A Pastor By Any other NameMarch 7, 2008
I am almost finished with Viola’s book “Pagan Christianity”. I have to say this about him. He definitely makes it sound academically rich (i.e. His theory on the pagan roots of modern Christianity). But when I did a cursory background check on some of his “facts”, several of them were not accurate. Naughty, naughty. That was just a tease. I will do a thorough analysis of the book next week.
But for now, let’s keep talking about the role of the pastor in today’s church.
(Note: If I occasionally slip and say “him” or use male pronouns in my description of the role of the pastor, it is not because I am in that camp that thinks only men can be pastors. It is because the vast majority of pastors are men and it is hard for me to break away from that stereotype completely. But I will try).
In the last entry, it was noted that today’s church pastor is not functioning like the pastor of the New Testament days. The modern pastor is not as much a coach, discipler and curate as we would hope to see if things had gone unchanged over the 20 centuries of Christianity’s existence. But should we have hoped for things not to change?
All organizations, no matter how loosely structured or how spiritually inclined, adapt and become more complex. Add one person to two and the amount of relational connections doubles. Add a third person and the relational connections triple (from two to six). This number gets larger on an exponential scale as you add more people. Not only that, but all organizations get more specialized in time. Today’s doctor does not look like the MD of yesteryear. Gone are the barbers who did surgery, the surgeons who only cut off body parts and the leech mongers. But also, gone are house calls; gone is bedside compassion; gone is the doctor who doesn’t take much money for their services. Now we have doctors who never see a patient (see the movie “Awakenings” for evidence of that), but only do research. Others specialize so completely that they know more than any other physician about the secretions of the pineal gland, but know very little about other parts of the body. Surgeons today cannot diagnose, but they know where and how to cut and which laser tools to use. My wife’s nephew has a job where he make a quarter mill. a year showing surgeons how to use the specialized tools his company makes. That is a far cry from old Doc Brown who delivered twins in the morning, cut out ingrown toenails in the afternoon and visited his six patients with TB in the Sanitorium before going home for dinner at 10 p.m.
Should things have changed for doctors? Probably. But were the changes all good? Probably not.
The same is true of the pastorate. Viola is wrong when he claims that the emergence of the Pastor owes its existence to the Roman governmental system. The concept of a person or persons in charge of Christian enterprises existed from the first days of the church. Only one person got up to preach at Pentecost. Only Philip went out to preach in Gaza. He didn’t bring a team with him. Only Peter got the vision of the gentiles coming into Christianity.
But in the early church, they also had other labels for their leaders. Some were called evangelists (Philip), others prophets (Agabus), and still others Apostles (Paul, Junia, a woman). Some of them weren’t given a title (Mark, Timothy), but because they were sent out by an Apostle, we assume that’s the role they played. But in another sense, Timothy really does sound similar to today’s pastor in some of the things that Paul exhorts him to do. Teachers show up in Antioch, but are not mentioned other places. Paul teaches as well – in one case all night long – but no one calls him a teacher.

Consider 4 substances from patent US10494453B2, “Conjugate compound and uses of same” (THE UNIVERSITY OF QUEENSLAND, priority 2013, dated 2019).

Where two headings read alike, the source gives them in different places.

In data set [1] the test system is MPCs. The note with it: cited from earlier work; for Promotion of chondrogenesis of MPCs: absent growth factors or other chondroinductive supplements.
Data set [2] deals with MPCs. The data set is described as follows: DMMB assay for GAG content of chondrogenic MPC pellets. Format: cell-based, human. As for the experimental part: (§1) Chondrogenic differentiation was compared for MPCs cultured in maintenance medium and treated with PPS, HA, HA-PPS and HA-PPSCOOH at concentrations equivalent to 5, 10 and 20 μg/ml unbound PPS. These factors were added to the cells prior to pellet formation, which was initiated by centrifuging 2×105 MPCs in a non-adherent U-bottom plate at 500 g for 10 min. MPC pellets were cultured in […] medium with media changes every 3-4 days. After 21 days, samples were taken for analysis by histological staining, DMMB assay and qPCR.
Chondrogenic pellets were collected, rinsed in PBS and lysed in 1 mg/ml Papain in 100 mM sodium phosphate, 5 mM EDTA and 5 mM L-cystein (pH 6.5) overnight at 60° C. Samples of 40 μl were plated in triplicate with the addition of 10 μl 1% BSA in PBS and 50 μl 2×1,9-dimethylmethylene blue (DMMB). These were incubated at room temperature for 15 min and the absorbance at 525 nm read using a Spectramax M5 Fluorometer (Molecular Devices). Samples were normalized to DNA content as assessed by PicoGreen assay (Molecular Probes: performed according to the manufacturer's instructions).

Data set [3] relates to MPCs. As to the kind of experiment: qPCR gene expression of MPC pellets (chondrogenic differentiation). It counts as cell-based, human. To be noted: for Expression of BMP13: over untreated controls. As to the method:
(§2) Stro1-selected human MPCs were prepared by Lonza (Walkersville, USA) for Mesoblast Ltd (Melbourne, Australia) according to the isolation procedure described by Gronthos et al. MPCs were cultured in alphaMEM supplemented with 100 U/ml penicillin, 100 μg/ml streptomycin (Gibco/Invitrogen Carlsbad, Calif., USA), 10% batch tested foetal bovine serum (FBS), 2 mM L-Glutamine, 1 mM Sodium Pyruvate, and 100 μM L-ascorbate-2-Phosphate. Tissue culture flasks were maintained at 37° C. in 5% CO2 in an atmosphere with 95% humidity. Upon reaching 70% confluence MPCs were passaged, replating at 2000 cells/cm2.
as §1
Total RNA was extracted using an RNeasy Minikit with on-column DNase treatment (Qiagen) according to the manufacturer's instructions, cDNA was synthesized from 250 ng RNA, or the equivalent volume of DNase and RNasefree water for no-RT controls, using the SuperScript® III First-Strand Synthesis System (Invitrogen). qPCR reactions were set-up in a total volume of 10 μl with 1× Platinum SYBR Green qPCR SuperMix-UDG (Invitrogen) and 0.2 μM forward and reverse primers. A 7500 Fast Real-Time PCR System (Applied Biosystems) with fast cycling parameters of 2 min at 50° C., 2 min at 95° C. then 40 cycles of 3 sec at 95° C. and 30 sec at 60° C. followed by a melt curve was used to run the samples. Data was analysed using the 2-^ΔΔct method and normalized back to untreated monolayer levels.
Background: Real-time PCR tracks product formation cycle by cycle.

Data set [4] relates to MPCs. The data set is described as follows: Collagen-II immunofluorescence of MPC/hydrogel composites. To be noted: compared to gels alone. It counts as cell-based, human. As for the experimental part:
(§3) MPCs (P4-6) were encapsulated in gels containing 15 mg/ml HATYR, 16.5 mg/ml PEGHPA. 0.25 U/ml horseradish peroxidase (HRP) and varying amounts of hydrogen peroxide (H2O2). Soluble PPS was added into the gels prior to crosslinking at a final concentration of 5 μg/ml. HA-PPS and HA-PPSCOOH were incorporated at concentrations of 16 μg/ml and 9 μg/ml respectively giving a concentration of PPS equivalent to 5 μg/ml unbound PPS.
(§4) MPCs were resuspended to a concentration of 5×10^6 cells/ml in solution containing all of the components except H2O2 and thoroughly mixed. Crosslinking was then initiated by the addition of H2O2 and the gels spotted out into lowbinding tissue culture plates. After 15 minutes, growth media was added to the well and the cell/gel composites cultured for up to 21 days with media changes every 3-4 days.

People were known by their giftings in Corinth but nowhere else. Others were known by their calling (Saul of Tarsus) and others by their position (James the supposed head of the church). So they had calling, gifting and hierarchy in the early church. They also had many names for leaders in the church.
What would happen if we started renaming the pastor of today? Some groups have actually begun to do just that. Certain charismatic circles have begun to refer to their leaders by the Ephesians 4 definitions of Apostle (see Bill Hamon) and Prophet (e.g. Bob Jones, Steve Thompson). There are others who feel that all the ministry positions have evaporated except pastor and teacher.
We recognize evangelists today (Billy Graham, Luis Palau) and teachers (Chuck Swindoll, Charles Stanley, Jack Hayford)…everyone else is mostly assumed to be a pastor (with perhaps one of the other labels added on). I have been called a Prophet from time to time when I have prophesied and when I have taught on how to hear God’s voice. I have been called an evangelist when I have lead numerous people to Christ, a teacher when I have taught for longer than a half hour at a time and an Apostle when I planted churches. But since I do more counseling than almost every other ministry, I guess I fulfill some of the functions of pastor.
Our problem today is that we probably need some new labels. Or, we need to acknowledge that the pastor of yesteryear is gone and will never return. We have become more specialized and perhaps we need to be. Some need to devote their lives to reaching certain age groups. Others are devoted to specific handicaps (the blind, lame, emotionally bereaved) to the military, to other language groups.
Perhaps a good way to handle this is to start using terms like “director”, “coordinator”, “president” and then add their area of specialization: as in “Director of Worship”, “Chaplains coordinator”, “outreach President”, etc. Even today’s pastors can be called “Preaching Specialist” or “Teaching Elder” as they are sometimes referred to. Others who are gifted at administration or marketing can be called “Executive Director”.
Is it helpful to change the names? It might aid this new postmodern generation that fears old institutions.